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Car Insurance Groups Explained

Each model of car is assigned to a car insurance group in the UK, which will affect your premiums. Find out more here.

Last updated: 02 July 2020

Car Insurance Groups Explained
Usually when buying a car you’ll make your decision based on the type of car, the engine size, the price or perhaps the colour. But if you don’t want to end up paying a huge amount for your insurance, you also need to check which insurance group your vehicle will fall in to. This guide will explain what insurance groups are, how they’re calculated and how the groups can affect car insurance.

What are Car Insurance Groups?

Each car belongs to one of 50 different insurance groups which groups cars together based on the risks insurers face when insuring a car. Generally, the higher the insurance group, the higher the cost to insure, as those cars in the higher groups are those which would be most expensive to repair or replace. 

How are Car Insurance Groups decided?

Each car has been placed into a group by the motor insurance repair research centre Thatcham, who work alongside the Association of British insurers. The group system has been in place since 2007 and each new make of car is allocated a group.

When deciding which group each car should be placed a wide variety of factors are considered. Most significantly is the repair costs, as on average, over half the costs of most insurance claims goes towards car repair costs. This isn’t the only factor however, also considered is:

  • Car performance: How quickly a car reaches 60mph and other performance factors are typically considered. This is because, statistically, high performing cars are more likely to make insurance claims. 
  • Price of a new car: Newer and more expensive cars tend to be more costly to replace, meaning they are more likely to be placed in a higher group. 
  • Body Shell and parts pricing: The price of a car’s body shell is typically considered when grouping a car as an insurer may have to pay for the replacement if a claim is made. The availability of the parts and a new shell is also considered. 
  • Repair time: The length of time it takes to repair a car is considered and a longer repair time will typically result in a higher grouping.
  • Car Security: If a car has better security, reducing the likelihood of theft, then this will lead to a lower grouping.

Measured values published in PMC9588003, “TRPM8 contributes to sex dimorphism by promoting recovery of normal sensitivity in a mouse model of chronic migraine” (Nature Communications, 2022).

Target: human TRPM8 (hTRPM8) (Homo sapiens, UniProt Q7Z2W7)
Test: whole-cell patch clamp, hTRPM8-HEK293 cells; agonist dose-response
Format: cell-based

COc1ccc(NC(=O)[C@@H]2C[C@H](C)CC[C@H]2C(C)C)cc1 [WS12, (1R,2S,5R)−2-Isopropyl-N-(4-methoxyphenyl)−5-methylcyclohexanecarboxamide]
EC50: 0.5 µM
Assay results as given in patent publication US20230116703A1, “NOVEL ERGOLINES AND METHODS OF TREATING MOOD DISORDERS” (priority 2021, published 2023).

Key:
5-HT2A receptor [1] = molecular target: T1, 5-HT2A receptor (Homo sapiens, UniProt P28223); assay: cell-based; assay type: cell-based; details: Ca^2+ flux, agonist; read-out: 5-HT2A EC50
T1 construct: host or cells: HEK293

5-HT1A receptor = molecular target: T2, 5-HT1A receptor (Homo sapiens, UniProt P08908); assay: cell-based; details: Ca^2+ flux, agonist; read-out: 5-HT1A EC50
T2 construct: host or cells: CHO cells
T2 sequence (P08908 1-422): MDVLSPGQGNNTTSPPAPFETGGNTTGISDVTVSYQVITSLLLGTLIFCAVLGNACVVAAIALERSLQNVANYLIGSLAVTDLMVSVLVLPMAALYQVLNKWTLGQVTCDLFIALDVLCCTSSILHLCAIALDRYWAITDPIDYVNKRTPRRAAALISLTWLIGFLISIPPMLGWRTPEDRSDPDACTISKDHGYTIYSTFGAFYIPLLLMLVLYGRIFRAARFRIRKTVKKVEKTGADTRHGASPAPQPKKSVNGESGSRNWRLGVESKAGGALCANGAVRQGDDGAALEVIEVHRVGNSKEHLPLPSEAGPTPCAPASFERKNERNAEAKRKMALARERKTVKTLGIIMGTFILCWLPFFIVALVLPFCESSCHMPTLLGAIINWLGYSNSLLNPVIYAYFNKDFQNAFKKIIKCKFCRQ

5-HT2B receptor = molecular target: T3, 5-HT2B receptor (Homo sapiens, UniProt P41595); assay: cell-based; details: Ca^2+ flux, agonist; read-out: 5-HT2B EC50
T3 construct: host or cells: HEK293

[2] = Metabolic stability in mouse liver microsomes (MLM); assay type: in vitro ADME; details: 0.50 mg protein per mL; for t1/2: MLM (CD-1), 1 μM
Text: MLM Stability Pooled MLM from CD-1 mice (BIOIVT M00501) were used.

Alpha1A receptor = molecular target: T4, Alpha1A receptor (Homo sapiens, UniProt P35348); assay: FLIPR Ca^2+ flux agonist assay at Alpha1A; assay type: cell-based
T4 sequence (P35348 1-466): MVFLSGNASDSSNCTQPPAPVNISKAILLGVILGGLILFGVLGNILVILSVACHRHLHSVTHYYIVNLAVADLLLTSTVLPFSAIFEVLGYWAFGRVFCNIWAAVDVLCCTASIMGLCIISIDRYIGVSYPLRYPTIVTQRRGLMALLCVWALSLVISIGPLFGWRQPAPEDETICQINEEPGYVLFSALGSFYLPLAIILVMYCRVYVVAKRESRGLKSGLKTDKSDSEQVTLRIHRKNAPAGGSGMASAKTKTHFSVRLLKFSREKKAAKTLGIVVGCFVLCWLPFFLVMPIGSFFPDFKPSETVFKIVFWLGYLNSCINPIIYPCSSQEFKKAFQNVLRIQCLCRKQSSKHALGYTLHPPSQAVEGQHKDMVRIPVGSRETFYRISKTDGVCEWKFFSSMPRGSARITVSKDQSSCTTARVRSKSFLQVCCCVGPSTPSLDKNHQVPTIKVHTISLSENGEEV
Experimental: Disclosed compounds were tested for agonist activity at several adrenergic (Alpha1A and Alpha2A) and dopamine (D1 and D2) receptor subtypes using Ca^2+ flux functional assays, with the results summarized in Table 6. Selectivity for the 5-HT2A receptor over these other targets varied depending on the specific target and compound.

• Car bumper: A car’s bumper is crucial if a car is involved in an accident, therefore a stronger bumper will typically lead to a lower grouping. 
  • Car Safety: Cars which have autonomous emergency breaking are less likely to be involved in low speed front to rear accidents, usually meaning they’re placed in a lower grouping. 

How do I find a car’s insurance grouping?

You can find the insurance group of any car on the Thatcham website. The precise insurance group of each car will depend on the trim, extras and engine size of the specific model you choose. 

It’s also important to note that the Thatcham groupings are only advisory, and insurers may set their own groupings if they choose. 

What are the cheapest cars to insure?

Typically, the cheapest cars to purchase, those with smaller engines, are also the cheapest to insure. Cars which are typically bought by first time drivers because they’re in lower groups, and therefore cheaper to insure, include Fiat Panda, Citreon C1 and Peugot 107, among others. Whilst lower grouped cars which are popular with older drivers are the Fiat 500 or a Ford KA.  

How can I lower the cost of my car insurance?

In addition to buying a car from a lower insurance grouping, there are several other ways to reduce the costs of your insurance premium:

  • Take out a telematics policy: Telematics insurance involves fitting a small black box into your car which monitors the way in which you drive. If you drive safely and sensibly, your insurance will be reduced. 
  • Increase your voluntary excess: A voluntary excess is the amount you must pay if you make a claim, before your insurer pays out. By increasing your voluntary excess, you can expect to pay less on your monthly payments. Always make sure you can afford your voluntary excess when you sign up to your policy. 
  • Pay upfront: Another way to reduce costs is to pay for your policy upfront rather than in monthly payments. Although many choose to pay monthly, you may be charged interest on the instalments, meaning an upfront payment can work out cheaper. 
  • Reduce mileage: Insurers will ask you for a maximum annual mileage as those with less mileage will typically be less likely to be involved in an accident.  
  • Improve your security: Some insurers offer a security discount for cars with a certain type of alarm or with an immobiliser. 
  • Named drivers: Insuring an experienced driver with few claims on your vehicle alongside your own cover will often reduce the cost of your policy. 
  • No claims bonus: Insurers will often offer discounts if you haven’t made an insurance claim in a while. The longer the time since your last claim, the higher the discount.

Where can I find the best car insurance policy?

The most important action you can take when choosing a policy is making sure you shop around. You can do that using our car insurance comparison tool. Simply fill in a few details and we’ll take account of your price range and specific needs to find a car insurance policy tailored to your needs. 
Michael Quinn

Author: Michael Quinn

Michael is a dedicated author helping usave to write guides, blogs and news for the last four years. When not writing articles, you can usually find him at wine tasting events or having a political debate on the night tube.